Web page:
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Comment: Re:Back to One Man, One Vote (Score 2) 806

by JWW (#46767563) Attached to: Study Finds US Is an Oligarchy, Not a Democracy

Yeah, we should go back to the Fairness Doctrine, that requires BOTH sides of every issue to be covered.

I find it massively insulting that we are consistently led to believe that issues only ever have TWO solutions. The structure of the Fairness Doctrine reveals its fatal flaw, and in fact the fatal flaw of American Democracy today; that we're all supposed to line up behind one of TWO teams.

The Fairness Doctrine was an evil impediment to free speech, as far as I'm concerned it should never return.

Comment: Re:Wiretapping? (Score 1) 313

by JWW (#46719059) Attached to: Double Take: Condoleezza Rice As Dropbox's Newest Board Member

There is the concept that the fact that she knows what the NSA did and how they operate would be a valuable thing for a company like Dropbox to know.

Its like how a coach for one team leaves to go to another team, they bring with them the knowledge of the plays and schemes that their previous team employed.

Comment: Re:Sex discrimination. (Score 1) 673

by JWW (#46714359) Attached to: Google: Teach Girls Coding, Get $2,500; Teach Boys, Get $0

I don't know why women don't want to go into computing as a field.

I DO know that both of my daughters do not want to go into computing like their Dad. I have asked them this directly.

For whatever reason, they do not have an interest in computing. This is not for lack of effort. I have never withheld resources from them from using and working on any of our computers, and in fact they participated willingly when I coached the lego robotics team in our town. But programming just isn't their thing. They just weren't interested in it.

I'm not going to force them and I'm not going to blame society. Boys and Girls are different and no matter how long people try to pound out those differences they aren't going away.

I have worked with many women who work in IT and programming and many of them have been excellent coders/engineers/analysts.

Is it possible that all the women that want to be in computing choose computing and its just a fact that women don't choose to do computing as often as men do, and could it be possible that that really isn't actually a big deal?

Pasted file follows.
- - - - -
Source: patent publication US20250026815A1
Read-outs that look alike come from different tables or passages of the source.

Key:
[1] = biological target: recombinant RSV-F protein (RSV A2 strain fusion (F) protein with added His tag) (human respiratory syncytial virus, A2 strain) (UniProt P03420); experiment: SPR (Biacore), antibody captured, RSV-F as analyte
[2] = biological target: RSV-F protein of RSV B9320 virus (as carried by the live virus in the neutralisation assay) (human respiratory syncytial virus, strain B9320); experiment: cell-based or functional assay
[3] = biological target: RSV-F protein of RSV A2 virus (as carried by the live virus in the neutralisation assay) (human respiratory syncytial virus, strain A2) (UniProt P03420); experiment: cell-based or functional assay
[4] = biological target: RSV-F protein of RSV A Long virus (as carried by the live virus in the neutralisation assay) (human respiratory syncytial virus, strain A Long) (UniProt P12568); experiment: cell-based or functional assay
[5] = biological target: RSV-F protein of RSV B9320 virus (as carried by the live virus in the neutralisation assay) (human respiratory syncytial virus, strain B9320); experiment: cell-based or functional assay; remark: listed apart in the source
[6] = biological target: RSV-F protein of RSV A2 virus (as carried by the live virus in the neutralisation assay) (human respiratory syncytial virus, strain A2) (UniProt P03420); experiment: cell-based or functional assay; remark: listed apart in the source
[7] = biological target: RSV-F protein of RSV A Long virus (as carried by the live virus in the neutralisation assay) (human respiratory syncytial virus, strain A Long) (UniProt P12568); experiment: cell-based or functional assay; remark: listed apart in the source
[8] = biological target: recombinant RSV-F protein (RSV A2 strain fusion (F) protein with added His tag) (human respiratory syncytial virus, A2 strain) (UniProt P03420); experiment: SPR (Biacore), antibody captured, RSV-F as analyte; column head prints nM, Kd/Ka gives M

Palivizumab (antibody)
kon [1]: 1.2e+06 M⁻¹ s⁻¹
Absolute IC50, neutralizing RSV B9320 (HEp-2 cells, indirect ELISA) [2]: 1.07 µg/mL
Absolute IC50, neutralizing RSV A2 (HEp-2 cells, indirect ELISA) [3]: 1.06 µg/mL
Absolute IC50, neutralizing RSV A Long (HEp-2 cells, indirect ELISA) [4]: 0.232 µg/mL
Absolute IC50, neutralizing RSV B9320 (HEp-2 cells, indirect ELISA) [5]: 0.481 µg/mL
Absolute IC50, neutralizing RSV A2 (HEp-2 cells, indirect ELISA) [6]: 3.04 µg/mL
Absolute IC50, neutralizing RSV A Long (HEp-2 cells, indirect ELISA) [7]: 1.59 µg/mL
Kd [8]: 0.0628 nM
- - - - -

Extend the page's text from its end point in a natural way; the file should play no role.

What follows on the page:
Comment: Re:The most damning aspect of this affair (Score 1) 259

by JWW (#46523657) Attached to: Overuse of Bioengineered Corn Gives Rise To Resistant Pests

Of course the reverse of this is less corporate control and more government control.

Please tell me, whats the scarier proposition, bunches of really big and wealthy companies that we can often choose to deal with or not, or a huge massive government that has many times the resources of these companies and can jail you or worse?

It boggles my mind that someone could actually argue that the solution to us having too many powerful companies is making our massively powerful government even more powerful.

As counterintuitive as it is, the real reason so many of these companies have so much power is that the government has given it to them (see copyright, patents, handouts, and tax breaks). This is why small government is needed. A smaller government does not have the massive power of corrupting business that a large government has. You are fooling yourself if you think that a massive government's regulations won't revolve around special treatment of a select few instead of protecting the little guy. Government can't even see the little guy anymore.

Comment: Re: Living in 1925 kinda sucked (Score 0) 516

Screw you. The invisible hand has always worked way way better at improving people's standard of living than kill/steal from the rich policies ever have.

Why is up with all the nouveau communists these days? It's not going to magically work better this time.

Comment: Re:Gates foundation: not good for education (Score 1) 273

by JWW (#46475121) Attached to: Is the New "Common Core SAT" Bill Gates' Doing?

The problem I have with the math standards is that they are acting like kids can just naturally figure out things such as how to divide large numbers. And in some respects they can, but when kids figure it out for themselves they miss most of the simple methods and processes that can make solving the problem much much much much easier.

Kids now are stumbling around how to divide 536 by 5 and sometimes coming up with the right answer. But instead of then being taught a quick an simple method, long division, they're forced to keep solving things the long convoluted way they "discovered" on their own.

This is a horrible turn of events. I personally conflate it with the idea of: What if one of those worthless humanities courses (where every answer can be considered "right") came up with a way to teach math? These new standards are the type of math you'd get from that.

Behind every great computer sits a skinny little geek.